Tag Archives: aspie

Happy, Appy Friday: Geography Version

Like many homeschoolers, I suppose, Fridays are frequently field trip days.  We pack a lunch or eat out, and don’t slow ourselves down by schlepping around heavy books.  Instead, we try to read a chapter en route, take time to appreciate a brief observation in nature, and, of course make real use of our ipad.  Netflix, Youtube and a variety of learning apps have been a wonderful way for us to supplement our day, or refocus when things go awry.  The boys’ favorites are the geography apps.

All apps listed can be purchased for only $1.99 or $.99.

GeoBee Challenge HD by National Geographic

iPad Screenshot 1

Do you think  you know geography?  This will whip you in shape whether you are looking to kill a few minutes waiting in line, or seriously preparing for the National Geography Bee.  There are three types of play with this app.  The first is a series of constantly new, multiple choice questions.  The second is pinpointing the locations of countries and cities on the global map.  The third, and most challenging level, is identifying the location of unidentified photographs.  Some are landscapes, others are famous landmarks.  There is currently a problem with the second level freezing, but they should be fixing this soon.

Geomaster 2

iPhone Screenshot 1

This was our first geography app, and none of us are tired of it yet.  Geomaster quizzes you on the locations of countries, cities, regions and flags.  Not only are you timed, but you also acquire extra points the more accurate you are.  I dare you to pinpoint Djibouti, Djibouti with 100% accuracy.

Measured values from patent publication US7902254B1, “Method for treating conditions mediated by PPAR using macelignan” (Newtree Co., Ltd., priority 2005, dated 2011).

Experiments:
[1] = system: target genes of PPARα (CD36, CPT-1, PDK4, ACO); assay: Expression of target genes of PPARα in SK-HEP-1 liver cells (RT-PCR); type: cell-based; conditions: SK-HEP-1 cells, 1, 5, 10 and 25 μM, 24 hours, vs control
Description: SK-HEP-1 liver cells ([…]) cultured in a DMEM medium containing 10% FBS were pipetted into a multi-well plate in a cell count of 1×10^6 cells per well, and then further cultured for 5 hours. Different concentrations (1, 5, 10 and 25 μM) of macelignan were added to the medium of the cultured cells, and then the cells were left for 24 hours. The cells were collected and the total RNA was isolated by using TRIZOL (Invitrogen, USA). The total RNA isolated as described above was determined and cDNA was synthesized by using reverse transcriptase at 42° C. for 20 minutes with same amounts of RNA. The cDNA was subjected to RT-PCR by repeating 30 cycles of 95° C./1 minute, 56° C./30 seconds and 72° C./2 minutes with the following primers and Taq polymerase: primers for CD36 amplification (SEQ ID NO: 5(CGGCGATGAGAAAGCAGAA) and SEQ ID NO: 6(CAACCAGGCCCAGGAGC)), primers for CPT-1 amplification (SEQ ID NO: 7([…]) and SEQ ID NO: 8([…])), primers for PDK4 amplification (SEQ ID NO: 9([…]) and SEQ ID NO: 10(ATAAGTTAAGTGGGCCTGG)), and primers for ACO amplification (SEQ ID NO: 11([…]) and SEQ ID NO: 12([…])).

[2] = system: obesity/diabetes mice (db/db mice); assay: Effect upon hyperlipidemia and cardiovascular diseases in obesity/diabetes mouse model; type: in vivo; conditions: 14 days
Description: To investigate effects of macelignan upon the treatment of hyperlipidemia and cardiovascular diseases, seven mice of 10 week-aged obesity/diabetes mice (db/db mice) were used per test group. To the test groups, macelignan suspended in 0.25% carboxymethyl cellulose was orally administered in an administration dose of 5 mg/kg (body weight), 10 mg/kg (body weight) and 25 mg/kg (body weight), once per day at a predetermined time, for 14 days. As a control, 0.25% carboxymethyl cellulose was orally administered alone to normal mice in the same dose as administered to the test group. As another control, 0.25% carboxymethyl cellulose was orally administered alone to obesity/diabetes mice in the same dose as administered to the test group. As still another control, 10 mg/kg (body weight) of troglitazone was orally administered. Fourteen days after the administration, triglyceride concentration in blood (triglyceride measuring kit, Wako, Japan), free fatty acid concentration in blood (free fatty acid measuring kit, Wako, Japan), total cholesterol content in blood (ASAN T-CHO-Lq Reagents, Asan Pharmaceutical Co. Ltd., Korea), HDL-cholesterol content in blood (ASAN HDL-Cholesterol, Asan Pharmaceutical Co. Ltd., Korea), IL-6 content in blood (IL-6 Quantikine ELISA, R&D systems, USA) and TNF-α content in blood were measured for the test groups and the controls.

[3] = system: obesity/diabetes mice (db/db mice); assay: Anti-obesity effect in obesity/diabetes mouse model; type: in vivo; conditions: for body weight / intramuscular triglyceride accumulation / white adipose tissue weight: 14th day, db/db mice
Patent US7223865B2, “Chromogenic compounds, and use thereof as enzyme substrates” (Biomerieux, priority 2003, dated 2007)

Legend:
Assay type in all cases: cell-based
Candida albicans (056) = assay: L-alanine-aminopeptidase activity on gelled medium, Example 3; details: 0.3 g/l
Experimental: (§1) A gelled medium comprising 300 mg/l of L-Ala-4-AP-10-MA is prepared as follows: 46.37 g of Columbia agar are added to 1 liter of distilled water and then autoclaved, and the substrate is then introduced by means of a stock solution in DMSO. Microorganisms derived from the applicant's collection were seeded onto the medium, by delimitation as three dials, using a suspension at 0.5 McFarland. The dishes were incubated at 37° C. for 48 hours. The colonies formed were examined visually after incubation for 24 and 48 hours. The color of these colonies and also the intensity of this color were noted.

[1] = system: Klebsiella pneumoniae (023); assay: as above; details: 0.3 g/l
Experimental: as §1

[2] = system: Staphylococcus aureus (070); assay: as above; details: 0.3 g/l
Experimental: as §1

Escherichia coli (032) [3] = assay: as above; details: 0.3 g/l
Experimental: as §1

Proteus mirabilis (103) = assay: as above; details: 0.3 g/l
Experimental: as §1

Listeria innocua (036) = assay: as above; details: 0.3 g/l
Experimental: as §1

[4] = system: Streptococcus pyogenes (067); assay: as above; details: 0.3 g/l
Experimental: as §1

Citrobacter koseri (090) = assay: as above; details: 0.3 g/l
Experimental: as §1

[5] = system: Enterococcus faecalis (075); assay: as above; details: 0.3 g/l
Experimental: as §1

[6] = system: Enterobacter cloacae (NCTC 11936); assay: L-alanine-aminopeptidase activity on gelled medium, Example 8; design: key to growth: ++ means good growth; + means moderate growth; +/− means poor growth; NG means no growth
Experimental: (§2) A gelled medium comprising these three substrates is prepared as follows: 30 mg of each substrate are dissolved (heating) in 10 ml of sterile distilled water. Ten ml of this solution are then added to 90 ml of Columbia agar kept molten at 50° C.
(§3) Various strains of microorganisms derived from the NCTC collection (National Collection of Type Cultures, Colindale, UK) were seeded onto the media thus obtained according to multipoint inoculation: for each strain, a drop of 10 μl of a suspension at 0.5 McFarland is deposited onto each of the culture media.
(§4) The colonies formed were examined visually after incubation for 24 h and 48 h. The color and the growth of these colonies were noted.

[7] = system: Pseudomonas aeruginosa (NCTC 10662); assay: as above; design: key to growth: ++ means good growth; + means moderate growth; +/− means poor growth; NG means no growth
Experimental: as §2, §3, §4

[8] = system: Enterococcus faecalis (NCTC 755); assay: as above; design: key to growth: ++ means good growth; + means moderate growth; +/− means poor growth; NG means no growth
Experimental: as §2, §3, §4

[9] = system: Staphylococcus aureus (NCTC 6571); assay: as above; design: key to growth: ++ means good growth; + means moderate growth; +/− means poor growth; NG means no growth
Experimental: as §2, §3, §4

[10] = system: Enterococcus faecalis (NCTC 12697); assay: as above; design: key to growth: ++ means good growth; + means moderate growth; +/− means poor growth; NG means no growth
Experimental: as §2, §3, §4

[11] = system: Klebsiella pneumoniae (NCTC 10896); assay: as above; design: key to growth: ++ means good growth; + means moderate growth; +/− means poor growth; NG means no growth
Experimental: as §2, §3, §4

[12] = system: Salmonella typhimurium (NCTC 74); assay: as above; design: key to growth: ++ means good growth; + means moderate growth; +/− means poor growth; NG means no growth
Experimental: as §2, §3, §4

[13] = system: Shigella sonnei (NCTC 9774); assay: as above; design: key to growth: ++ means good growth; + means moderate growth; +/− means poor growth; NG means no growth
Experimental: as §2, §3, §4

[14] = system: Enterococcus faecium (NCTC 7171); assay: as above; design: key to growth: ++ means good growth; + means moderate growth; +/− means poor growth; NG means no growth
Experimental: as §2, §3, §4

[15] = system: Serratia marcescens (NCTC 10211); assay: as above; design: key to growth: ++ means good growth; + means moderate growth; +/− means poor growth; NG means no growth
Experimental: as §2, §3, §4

Stack the States

iPhone Screenshot 1

This is S’s favorite app.  It is probably the most visually appealing to a child, and gives plenty of incentives.  Once you sign in you are able to collect states as you answer questions on  states, capitals, flags, and landmarks.  Be careful you stack the states properly or they just might topple over.  There are different games you can open once you pass various levels.

Stack the Countries

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S plays Stack the States, but A enjoys the extra challenge of Stack the Countries.  This app is set up precisely the same way but with a global focus.  Photographs of scenes from around the globe serve as the background.

A Montessori  Approach to Geography

iPad Screenshot 1

Montessori has a series of wonderful geography apps to familiarize children to maps and the globe.  With standard Montessori colors, this app teaches and quizzes the user on the shapes, names and locations of countries, continents, rivers and oceans.  The image shown is just for the Europe app.

Geography remains an important subject to study.  It allows younger students a greater understanding of who and where they are in the world.  For older ones, it facilitates a larger interest in humanity.  Geography encompasses not only the study of maps and  topography, but also anthropology, religions, politics, cultures and languages.  For my aspie, geography provides a field of study which encourages flexible thinking.  If we can accept another’s way of life across the globe as legitimate,  perhaps we can tolerate the person down the street, as well.